Spring is typically a time of renewal and rebirth, a time to sweep out the old. It's sort of the same in Hollywood – as the season officially turns over, studios sweep out a bunch of old dusty things they had lying around and dump them in theatres.
Weekend Forecast for March 19-21, 2010
By Reagen Sulewski
March 19, 2010
Of these cast-off wannabe blockbusters, The Bounty Hunter has the best overall chance for success. A sort of romantic comedy take on Midnight Run, it stars Gerard Butler as a down-on-his-luck bounty hunter who's tasked to bring in his ex-wife, Jennifer Aniston, who's jumped bail to investigate a murder cover-up. As she tries to escape from him on the way back to prison, the murder cover-up follows them, and wacky hijinks ensue.
This is, of course, a pretty threadbare premise, and you've probably seen many, many films where variations on the Bickersons find themselves in fish-out-of-water scenarios – we had it just recently with Did You Hear About the Morgans? – and suddenly find those old wounds healing, if only for a couple of hours on screen. These generally live and die by the chemistry of their leads, and Butler and Aniston aren't the worst pairing imaginable. There's something just off about the ads, though, which are mostly devoid of jokes that don't revolve around one ex instigating violence on the other. I'm not saying I don't understand, just that it doesn't make for great cinema.
In fact, it's one of the poorest reviewed movies of the year, with just 8% of critics giving even the most tentative of thumbs up. That doesn't always matter when it comes to romantic comedies, but it often keeps them from becoming huge hits. Both of these actors have actually managed to survive horrible trailers in recent years, Butler with The Ugly Truth and Aniston with He's Just Not That Into You, but this combination of actors and material feels a little more toxic, like a mini-Gigli in the making. Opening on slight more than 3,000 screens, this should open to about $24 million this weekend.
Pre-teens get another potential franchise-starting film this weekend, on the heels of Percy Jackson. Diary of a Wimpy Kid is decidedly less action-oriented of course, but perhaps no less popular for it. Based on a best-selling series of illustrated novels, the film follows the titular junior high student as he deals with bullies, cooties and the horrors of gym class.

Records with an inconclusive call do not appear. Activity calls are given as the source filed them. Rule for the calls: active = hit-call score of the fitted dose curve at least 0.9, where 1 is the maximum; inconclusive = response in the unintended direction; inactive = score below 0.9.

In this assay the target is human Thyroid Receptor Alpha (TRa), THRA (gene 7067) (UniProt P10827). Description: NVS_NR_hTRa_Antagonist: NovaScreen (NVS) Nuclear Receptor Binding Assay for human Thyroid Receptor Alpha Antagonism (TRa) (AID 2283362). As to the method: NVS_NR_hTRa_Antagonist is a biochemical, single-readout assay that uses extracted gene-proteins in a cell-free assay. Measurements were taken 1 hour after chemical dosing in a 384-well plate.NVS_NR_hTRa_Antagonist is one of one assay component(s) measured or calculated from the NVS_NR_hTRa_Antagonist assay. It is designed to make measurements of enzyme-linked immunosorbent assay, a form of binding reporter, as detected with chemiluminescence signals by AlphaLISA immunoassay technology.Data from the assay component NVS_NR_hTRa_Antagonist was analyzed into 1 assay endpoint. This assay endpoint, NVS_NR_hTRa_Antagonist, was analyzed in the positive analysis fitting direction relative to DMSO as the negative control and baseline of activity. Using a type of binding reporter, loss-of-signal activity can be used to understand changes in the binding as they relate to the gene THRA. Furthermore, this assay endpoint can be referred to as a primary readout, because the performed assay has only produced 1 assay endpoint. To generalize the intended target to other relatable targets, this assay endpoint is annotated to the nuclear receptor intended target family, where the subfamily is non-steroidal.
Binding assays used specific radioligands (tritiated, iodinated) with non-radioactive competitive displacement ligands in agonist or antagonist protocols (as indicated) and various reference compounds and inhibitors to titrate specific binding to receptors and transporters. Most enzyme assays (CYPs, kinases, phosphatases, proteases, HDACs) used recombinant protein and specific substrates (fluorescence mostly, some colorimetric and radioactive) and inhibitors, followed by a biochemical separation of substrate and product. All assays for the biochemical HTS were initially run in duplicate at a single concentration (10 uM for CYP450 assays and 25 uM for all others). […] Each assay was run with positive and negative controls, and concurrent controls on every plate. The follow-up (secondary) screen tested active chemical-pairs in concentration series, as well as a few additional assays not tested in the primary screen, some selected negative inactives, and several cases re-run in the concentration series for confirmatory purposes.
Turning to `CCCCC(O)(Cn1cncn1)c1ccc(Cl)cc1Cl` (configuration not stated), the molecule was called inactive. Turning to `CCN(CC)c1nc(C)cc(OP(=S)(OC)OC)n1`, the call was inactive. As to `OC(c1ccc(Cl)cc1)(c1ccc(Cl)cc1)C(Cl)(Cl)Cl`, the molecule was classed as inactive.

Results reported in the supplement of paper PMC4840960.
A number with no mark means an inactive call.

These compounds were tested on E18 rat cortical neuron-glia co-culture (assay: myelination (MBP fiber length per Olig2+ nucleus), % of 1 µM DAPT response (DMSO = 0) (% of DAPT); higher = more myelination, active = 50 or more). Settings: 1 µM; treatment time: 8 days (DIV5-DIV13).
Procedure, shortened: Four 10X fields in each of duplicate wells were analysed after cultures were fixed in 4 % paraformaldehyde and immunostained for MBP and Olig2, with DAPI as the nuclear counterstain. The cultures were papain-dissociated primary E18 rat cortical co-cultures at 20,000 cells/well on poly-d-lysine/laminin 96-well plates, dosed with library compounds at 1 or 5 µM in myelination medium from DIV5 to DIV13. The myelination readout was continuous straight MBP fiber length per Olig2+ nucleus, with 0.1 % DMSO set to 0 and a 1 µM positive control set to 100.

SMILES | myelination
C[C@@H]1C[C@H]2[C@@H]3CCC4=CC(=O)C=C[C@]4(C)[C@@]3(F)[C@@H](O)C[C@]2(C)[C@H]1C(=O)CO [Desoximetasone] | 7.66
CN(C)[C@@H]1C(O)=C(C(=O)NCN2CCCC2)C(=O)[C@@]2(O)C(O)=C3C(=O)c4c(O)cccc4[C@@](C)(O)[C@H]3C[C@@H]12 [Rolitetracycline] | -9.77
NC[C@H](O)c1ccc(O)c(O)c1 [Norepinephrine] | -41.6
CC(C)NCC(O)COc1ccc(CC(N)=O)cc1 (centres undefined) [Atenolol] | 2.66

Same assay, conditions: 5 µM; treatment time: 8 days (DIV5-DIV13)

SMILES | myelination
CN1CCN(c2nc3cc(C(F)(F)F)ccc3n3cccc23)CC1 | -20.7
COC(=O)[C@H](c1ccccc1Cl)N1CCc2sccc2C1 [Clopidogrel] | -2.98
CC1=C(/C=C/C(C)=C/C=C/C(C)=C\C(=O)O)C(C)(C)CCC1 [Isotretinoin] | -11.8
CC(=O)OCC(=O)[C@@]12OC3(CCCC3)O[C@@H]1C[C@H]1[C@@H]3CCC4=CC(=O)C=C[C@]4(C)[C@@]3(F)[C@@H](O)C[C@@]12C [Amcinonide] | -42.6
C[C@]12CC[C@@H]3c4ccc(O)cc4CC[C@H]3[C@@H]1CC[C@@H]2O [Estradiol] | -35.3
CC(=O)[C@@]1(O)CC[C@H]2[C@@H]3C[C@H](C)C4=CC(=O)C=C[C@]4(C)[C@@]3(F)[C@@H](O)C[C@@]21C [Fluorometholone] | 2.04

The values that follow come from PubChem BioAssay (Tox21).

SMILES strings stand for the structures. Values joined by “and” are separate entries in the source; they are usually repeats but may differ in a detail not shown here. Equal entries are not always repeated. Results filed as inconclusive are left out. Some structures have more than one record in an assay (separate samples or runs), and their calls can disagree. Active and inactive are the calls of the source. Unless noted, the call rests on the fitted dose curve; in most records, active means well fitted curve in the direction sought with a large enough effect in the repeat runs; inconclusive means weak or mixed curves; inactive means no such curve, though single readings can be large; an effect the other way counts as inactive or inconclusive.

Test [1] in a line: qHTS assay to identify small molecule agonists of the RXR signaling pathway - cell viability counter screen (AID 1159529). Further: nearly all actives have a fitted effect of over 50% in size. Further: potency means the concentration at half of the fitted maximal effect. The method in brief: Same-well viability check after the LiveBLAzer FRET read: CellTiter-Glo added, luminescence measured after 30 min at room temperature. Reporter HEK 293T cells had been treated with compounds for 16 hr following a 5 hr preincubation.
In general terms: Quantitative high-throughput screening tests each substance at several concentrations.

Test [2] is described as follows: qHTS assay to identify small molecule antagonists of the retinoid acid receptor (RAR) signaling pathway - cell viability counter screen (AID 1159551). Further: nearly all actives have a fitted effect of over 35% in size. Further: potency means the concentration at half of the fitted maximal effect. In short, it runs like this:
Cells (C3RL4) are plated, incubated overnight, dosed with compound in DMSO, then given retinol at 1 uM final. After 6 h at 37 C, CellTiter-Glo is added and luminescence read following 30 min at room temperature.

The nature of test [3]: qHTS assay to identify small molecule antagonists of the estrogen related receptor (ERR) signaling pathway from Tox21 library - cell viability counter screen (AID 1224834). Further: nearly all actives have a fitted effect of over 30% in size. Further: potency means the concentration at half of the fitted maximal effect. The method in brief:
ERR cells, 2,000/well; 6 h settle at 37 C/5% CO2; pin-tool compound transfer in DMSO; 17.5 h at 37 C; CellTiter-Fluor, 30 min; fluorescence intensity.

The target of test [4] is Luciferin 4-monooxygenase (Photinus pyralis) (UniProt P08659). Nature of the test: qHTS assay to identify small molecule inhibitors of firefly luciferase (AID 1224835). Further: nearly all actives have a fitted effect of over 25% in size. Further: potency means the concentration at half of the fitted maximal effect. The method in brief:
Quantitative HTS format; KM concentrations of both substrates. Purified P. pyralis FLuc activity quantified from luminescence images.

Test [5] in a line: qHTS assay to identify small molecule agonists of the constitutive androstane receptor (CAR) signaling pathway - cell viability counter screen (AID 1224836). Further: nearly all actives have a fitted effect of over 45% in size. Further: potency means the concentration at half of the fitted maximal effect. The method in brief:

The whims and desires of pre-teens are often mercurial when it comes to entertainment, but this film seems to be hitting at perhaps the optimal possible time. Six books related to the series are in the Amazon Top 100 for children's books, and its target audience hasn't had the chance to outgrow them yet. Helmed by the director of Hotel For Dogs, which you probably forgot opened to $17 million, Wimpy Kid has the chance to be a moderate hit with around $19 million for an opening weekend.
The third wide release is Repo Men, which belongs to a genre that typically sends distributors running for the exits – dystopian satire. Jude Law and Forest Whitaker star as the titular characters, repo men for artificial organ suppliers, who forcibly reclaim organs when their owners can't make the payments. Since you usually need a heart or a liver to stay alive – well, that's kind of a problem for their owners.
After Law is severely injured during a repossession, he's implanted with organs of his own against his will. Soon he finds himself unable to do his job, seeing himself under the knife someday, and decides to fight back against the system. With guns and karate. It's a time honored method.
Prospects look grim for this for a few reasons. Aside from the subject matter being a bit out there for most audiences, there's the rather chaotic and nonsensical ads that are being presented to us. It can't seem to make up its mind as to whether is a comedy or a gritty action film, and while that combo sometimes works, it's not being sold that way. Meanwhile, Law is still looking for his first real solo hit. I don't think this is the one to do it, and it's got bomb written all over it. Watch for an opening weekend of about $9 million.
Expanding this week is The Ghost Writer, Roman Polanski's political thriller about a former British PM's role in an international scandal and a very thinly veiled criticism of Tony Blair. Starring Ewan McGregor, Pierce Brosnan and Kim Catrall, it's found moderate success in limited release and goes to what's called national release with around 800 screens this weekend. Don't expect much more than $3 million though, based on its current performance.
The likelihood, then, is that Alice in Wonderland will take its third consecutive weekend at the top of the box office. Now over $225 million in just two weeks, Tim Burton's 3D take on Lewis Carroll is easily, and by easily, I mean by a factor of two, the highest grossing film of the year, and will likely be that film until sometime in late May (*cough*IronMan2*cough*cough*). It's really grabbed that 3D mantle laid out for it by Avatar, and proven that audiences really are embracing this new technology. Look for it to add about $35 million this weekend.
None of last weekend's new films made much of an impact, unless you count their impacts on studios' bottom lines. Green Zone is most notable in that respect, opening to just $15 million on a $100 million budget and the star power of Matt Damon. Despite The Hurt Locker finally finding an audience post Oscars, people are just not ready to deal with Iraq War movies on a serious level. It's doubtful this film will pick up any steam from word-of-mouth at this point and should sink away to around a $50 million total.
She's Out of My League's $9 million isn't about to make Jay Baruchel a star, but it's a respectable number for a film like this and a leading man like him, so there's no need for him to hide his head in shame or anything. It, Shutter Island, and Remember Me ought to come in with about $5 to 6 million this weekend.